As promised, here are some questions asked about FGMO and my answers.
Question.
Like all scientific endeavors, one answer spurs many new questions. Here are some. Is FGMO any different from mineral oil used as a laxative? USP mineral oil will be purer than food grade and certainly safe for ingestion. But then mineral oil is a class of oils with different physical characteristics.
Answer.
Drakeol 35, is USP mineral oil. Besides being food grade, Drakeol 35's viscosity is very important, or else it will not work. Among other things, if the wrong kind of mineral oil is used, for example, high viscosity mineral oil may result in death of queens!
Question.
Waht do bees do with the Welt upholstery cord that they eat?
Answerr.
The Welt cord is not eaten as such. It is chewed and removed from the hive. The sugar in the emulsion is there to give the bees an incentive to chew. And they do chew.
Question.
Is it really ingested and then excreted? Same would be true for newspaper used to temporally separate brood chambers.
Answeer.
Yes. Bees chew newsppaer to a fine dust and remove it from the hive. Most of the time the paper dust is blown out of the hive by air currents created by the bees for ventilation.
I hoped that bees would act on the Welt cord as they do with newspaper, and they did.
Question.
Would the bees electively take up an oil/sugar solution delivered in a top feeder rather than a sugar/water solution?
Answer.
Yes. Bees go for an oil/sugar solution (emulsion). A year ago I used patties made up with FGMO oil/sugar emulsion and the bees were observed working on it. I prefer the Welt cord because it is easier and more economic for handling. I am using nothing but the cord this year for wintering. It remains to be seen how effective it will be.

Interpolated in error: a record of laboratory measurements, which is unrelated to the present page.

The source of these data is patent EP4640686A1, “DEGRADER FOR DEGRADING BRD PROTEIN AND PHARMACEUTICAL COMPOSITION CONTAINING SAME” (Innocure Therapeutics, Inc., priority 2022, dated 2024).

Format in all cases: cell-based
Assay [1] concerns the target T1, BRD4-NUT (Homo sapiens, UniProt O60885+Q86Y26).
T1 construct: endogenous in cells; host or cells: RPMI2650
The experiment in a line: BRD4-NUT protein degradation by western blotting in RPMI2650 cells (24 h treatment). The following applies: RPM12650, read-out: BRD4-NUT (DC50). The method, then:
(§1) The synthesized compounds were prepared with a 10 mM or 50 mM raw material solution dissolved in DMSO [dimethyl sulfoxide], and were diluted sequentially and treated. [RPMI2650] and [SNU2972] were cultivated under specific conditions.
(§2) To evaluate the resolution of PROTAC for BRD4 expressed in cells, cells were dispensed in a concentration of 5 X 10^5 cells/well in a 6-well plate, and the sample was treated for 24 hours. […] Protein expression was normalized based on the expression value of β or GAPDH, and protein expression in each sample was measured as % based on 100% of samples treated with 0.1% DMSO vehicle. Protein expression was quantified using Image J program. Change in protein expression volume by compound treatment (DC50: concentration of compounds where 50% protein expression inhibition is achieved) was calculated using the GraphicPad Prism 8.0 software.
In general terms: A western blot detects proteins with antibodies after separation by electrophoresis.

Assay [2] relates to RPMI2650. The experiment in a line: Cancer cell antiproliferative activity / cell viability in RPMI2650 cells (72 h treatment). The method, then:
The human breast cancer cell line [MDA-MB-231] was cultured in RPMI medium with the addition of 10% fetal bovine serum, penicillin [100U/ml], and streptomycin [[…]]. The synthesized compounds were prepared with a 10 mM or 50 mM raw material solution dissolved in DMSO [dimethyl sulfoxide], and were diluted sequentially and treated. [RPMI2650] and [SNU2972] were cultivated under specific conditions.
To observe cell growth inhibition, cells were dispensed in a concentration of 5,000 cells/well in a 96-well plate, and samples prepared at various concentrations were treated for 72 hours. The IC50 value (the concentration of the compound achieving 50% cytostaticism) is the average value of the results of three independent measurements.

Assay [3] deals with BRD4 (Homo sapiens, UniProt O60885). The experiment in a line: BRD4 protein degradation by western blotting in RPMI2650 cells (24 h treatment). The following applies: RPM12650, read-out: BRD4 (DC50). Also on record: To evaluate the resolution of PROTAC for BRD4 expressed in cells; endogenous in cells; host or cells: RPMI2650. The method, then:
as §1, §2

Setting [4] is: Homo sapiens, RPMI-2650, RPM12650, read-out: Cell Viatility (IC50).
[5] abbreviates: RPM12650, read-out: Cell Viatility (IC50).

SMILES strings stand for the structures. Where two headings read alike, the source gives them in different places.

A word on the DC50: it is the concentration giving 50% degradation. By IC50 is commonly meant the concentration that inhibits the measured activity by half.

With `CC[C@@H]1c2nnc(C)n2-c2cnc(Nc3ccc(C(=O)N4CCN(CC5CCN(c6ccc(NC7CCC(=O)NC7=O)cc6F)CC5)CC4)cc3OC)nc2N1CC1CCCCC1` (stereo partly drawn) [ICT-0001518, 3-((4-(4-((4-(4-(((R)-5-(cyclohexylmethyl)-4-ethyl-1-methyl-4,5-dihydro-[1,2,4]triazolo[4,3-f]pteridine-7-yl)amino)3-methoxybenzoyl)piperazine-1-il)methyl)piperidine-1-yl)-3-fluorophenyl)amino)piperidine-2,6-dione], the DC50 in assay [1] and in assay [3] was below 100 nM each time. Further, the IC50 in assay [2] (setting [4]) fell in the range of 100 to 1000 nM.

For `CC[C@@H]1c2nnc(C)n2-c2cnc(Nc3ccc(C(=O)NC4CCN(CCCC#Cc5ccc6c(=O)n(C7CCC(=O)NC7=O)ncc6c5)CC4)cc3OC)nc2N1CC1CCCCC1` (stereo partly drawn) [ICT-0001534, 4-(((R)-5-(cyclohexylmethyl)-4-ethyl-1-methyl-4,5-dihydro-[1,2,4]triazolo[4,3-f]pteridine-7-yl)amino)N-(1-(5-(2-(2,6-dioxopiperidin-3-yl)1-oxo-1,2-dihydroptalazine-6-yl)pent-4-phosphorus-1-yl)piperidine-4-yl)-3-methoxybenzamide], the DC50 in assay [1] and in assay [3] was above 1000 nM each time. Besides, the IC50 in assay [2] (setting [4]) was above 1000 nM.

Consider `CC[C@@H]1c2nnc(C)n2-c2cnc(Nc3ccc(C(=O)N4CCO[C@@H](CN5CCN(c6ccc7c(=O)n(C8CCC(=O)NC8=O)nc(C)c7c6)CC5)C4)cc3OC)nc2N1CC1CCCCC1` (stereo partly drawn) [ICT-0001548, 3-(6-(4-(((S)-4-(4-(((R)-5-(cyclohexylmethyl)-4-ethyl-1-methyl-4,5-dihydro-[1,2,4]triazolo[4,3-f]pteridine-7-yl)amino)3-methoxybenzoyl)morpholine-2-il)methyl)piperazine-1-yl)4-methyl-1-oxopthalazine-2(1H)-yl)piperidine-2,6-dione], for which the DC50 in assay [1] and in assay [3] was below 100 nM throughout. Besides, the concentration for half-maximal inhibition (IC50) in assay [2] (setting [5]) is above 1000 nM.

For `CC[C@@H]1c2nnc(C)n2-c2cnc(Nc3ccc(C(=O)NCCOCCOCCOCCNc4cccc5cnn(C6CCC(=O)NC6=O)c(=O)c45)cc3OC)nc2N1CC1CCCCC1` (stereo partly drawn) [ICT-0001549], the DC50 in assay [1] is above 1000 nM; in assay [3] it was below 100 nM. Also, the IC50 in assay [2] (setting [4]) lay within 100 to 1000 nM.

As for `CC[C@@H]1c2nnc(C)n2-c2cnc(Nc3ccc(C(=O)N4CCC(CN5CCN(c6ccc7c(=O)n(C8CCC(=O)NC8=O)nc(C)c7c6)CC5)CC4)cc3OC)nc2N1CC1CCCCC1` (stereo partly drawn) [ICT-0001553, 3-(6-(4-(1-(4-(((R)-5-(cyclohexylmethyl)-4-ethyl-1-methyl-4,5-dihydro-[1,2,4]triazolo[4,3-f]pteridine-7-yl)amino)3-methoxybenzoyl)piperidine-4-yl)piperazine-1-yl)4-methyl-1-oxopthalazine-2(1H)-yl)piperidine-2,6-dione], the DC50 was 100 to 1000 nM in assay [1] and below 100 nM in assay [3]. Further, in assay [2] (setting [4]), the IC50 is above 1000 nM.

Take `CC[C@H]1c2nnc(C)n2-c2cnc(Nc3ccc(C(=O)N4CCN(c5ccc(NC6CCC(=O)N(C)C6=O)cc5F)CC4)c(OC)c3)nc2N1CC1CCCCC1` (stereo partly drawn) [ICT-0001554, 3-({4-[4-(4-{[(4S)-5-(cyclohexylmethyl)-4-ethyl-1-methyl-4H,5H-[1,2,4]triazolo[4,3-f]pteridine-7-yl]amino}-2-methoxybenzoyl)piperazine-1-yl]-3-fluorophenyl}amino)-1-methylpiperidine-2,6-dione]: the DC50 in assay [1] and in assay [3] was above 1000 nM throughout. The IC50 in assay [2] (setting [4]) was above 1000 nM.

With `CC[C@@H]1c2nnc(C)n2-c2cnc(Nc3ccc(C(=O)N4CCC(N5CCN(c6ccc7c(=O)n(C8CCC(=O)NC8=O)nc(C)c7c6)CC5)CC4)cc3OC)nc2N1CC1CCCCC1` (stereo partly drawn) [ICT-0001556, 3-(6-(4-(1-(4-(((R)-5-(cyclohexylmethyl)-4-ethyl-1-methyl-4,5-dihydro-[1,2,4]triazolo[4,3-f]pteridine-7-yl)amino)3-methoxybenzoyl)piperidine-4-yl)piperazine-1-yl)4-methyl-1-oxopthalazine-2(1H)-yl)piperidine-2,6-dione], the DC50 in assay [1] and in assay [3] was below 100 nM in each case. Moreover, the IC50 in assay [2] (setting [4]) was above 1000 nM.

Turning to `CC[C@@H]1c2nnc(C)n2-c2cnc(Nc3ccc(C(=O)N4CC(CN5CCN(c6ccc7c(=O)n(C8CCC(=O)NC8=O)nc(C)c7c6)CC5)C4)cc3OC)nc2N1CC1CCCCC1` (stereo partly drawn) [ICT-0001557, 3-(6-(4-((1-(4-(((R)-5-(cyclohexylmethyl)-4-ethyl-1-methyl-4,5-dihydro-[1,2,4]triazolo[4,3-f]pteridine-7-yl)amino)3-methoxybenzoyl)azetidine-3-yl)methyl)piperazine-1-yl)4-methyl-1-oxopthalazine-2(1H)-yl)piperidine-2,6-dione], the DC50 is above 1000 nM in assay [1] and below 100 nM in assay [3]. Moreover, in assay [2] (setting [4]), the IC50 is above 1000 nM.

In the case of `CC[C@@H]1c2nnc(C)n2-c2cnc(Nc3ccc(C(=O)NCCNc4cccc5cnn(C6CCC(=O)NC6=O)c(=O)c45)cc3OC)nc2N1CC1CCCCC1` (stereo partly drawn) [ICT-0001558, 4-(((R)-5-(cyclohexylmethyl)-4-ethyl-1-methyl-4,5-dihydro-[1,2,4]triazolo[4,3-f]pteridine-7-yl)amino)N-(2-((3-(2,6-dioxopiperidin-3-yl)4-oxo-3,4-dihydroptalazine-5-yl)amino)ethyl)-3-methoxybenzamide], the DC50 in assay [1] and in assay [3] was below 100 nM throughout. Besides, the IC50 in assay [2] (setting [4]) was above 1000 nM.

Question.
Is there any reason to believe that ingesting oil from any means is deleterious to a bees gut?
Answer.
I have not observed any deleterious effect when using FGMO during the past 4 plus years of trials. Besides, there isn't much oil for them to ingest. The amounts (that they obviously must ingest) have not shown any adverse effect on the bees, larvae or queens.
Question.
Have you done tracheal dissection to look at the impact of FGMO fog on tracheal mites?
Answer.
Yes. I have not seen one single tracheal mite since I have been using FGMO. This fact has been corroborated by a beekeeper in the Canary Islands (Spain) where tracheal mites are endemic, who has been using FGMO for at least two years. He states, "I have never seen cleaner trachea in my bees." Incidentally, the beauty of of FGMO "fog" is that the fog is inhaled by the bees, thus acting on the mites within the trachea.
Question.
Do you make any effort to reduce the oil exposure while supers are on?
Answer.
Not at all. And oil has not been noted to get into the honey, yet.
Question.
Your observations are so compelling as an easy fix to a bad problem. Has there been any atempt to duplicate your studies thus verifying your results so that large scale application could be implemented?
Answer.
I believe that one of the reasons why use of FGMO has not "taken off" is that it is too
simple to be true. I trust that as time goes on, that there will be more beekeepers who will try the method.
I know of at least one person who has tried
He was not able to duplicate my work (last year). I believe that his failure was due to the fact that he used mineral oil with high viscosity. I suggested to him that he should try Drakeol 35, but I have not heard from him again.
Dr. Rodriguez